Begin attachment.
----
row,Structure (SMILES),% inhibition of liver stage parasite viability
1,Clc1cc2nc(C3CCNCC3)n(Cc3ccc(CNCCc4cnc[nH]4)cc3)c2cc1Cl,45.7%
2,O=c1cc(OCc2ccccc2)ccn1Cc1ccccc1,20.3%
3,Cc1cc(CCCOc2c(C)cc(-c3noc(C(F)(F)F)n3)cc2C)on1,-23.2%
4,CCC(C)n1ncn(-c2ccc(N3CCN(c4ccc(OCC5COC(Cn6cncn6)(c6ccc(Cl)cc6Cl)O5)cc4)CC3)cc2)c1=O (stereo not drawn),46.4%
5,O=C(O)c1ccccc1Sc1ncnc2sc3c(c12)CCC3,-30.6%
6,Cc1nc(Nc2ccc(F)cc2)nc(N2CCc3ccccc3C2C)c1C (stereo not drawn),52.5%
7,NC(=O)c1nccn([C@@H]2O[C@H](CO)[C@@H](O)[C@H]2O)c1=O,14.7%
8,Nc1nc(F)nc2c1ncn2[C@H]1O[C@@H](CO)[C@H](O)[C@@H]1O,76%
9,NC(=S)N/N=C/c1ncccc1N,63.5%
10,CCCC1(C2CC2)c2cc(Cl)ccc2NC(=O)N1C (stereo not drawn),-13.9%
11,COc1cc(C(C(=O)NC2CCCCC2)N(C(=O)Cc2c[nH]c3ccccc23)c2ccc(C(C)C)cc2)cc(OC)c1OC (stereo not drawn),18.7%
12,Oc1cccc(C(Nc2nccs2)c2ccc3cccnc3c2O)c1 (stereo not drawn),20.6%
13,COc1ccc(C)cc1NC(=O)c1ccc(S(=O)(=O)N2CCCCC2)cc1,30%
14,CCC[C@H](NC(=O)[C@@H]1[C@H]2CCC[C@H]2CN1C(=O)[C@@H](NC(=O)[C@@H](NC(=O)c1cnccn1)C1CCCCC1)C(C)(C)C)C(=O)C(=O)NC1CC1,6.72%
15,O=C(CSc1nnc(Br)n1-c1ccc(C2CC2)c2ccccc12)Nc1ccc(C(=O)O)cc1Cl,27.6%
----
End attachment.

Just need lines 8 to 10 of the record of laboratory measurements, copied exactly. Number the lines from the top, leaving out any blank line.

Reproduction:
7,NC(=O)c1nccn([C@@H]2O[C@H](CO)[C@@H](O)[C@H]2O)c1=O,14.7%
8,Nc1nc(F)nc2c1ncn2[C@H]1O[C@@H](CO)[C@H](O)[C@@H]1O,76%
9,NC(=S)N/N=C/c1ncccc1N,63.5%